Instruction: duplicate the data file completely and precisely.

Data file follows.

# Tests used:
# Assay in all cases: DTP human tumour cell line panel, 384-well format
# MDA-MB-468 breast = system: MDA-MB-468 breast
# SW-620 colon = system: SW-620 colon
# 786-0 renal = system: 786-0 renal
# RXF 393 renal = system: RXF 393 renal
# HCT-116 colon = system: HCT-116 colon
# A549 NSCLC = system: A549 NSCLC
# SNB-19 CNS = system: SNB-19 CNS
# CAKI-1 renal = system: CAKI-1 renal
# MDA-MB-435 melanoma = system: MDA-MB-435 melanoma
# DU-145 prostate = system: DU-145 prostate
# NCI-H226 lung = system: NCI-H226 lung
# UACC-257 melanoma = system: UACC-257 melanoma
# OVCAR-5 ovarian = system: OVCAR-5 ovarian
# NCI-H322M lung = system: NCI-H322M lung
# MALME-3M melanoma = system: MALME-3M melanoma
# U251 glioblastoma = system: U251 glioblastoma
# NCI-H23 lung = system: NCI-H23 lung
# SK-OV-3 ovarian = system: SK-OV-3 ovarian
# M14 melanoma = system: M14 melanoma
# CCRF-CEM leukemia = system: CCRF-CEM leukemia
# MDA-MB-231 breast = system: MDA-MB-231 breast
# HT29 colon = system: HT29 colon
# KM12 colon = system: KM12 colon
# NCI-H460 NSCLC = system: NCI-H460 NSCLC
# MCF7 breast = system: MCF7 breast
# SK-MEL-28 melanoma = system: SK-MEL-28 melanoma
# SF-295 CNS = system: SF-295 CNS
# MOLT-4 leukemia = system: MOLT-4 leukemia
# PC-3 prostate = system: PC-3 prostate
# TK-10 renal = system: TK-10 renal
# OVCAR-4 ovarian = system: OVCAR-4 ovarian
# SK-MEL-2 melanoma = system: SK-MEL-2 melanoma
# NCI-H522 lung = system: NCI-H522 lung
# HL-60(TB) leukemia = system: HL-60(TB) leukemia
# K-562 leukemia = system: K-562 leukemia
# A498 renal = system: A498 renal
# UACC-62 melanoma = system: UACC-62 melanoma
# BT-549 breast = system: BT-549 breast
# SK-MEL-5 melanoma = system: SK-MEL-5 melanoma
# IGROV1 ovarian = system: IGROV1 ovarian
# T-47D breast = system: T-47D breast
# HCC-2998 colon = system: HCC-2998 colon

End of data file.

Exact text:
# Tests used:
# Assay in all cases: DTP human tumour cell line panel, 384-well format
# MDA-MB-468 breast = system: MDA-MB-468 breast
# SW-620 colon = system: SW-620 colon
# 786-0 renal = system: 786-0 renal
# RXF 393 renal = system: RXF 393 renal
# HCT-116 colon = system: HCT-116 colon
# A549 NSCLC = system: A549 NSCLC
# SNB-19 CNS = system: SNB-19 CNS
# CAKI-1 renal = system: CAKI-1 renal
# MDA-MB-435 melanoma = system: MDA-MB-435 melanoma
# DU-145 prostate = system: DU-145 prostate
# NCI-H226 lung = system: NCI-H226 lung
# UACC-257 melanoma = system: UACC-257 melanoma
# OVCAR-5 ovarian = system: OVCAR-5 ovarian
# NCI-H322M lung = system: NCI-H322M lung
# MALME-3M melanoma = system: MALME-3M melanoma
# U251 glioblastoma = system: U251 glioblastoma
# NCI-H23 lung = system: NCI-H23 lung
# SK-OV-3 ovarian = system: SK-OV-3 ovarian
# M14 melanoma = system: M14 melanoma
# CCRF-CEM leukemia = system: CCRF-CEM leukemia
# MDA-MB-231 breast = system: MDA-MB-231 breast
# HT29 colon = system: HT29 colon
# KM12 colon = system: KM12 colon
# NCI-H460 NSCLC = system: NCI-H460 NSCLC
# MCF7 breast = system: MCF7 breast
# SK-MEL-28 melanoma = system: SK-MEL-28 melanoma
# SF-295 CNS = system: SF-295 CNS
# MOLT-4 leukemia = system: MOLT-4 leukemia
# PC-3 prostate = system: PC-3 prostate
# TK-10 renal = system: TK-10 renal
# OVCAR-4 ovarian = system: OVCAR-4 ovarian
# SK-MEL-2 melanoma = system: SK-MEL-2 melanoma
# NCI-H522 lung = system: NCI-H522 lung
# HL-60(TB) leukemia = system: HL-60(TB) leukemia
# K-562 leukemia = system: K-562 leukemia
# A498 renal = system: A498 renal
# UACC-62 melanoma = system: UACC-62 melanoma
# BT-549 breast = system: BT-549 breast
# SK-MEL-5 melanoma = system: SK-MEL-5 melanoma
# IGROV1 ovarian = system: IGROV1 ovarian
# T-47D breast = system: T-47D breast
# HCC-2998 colon = system: HCC-2998 colon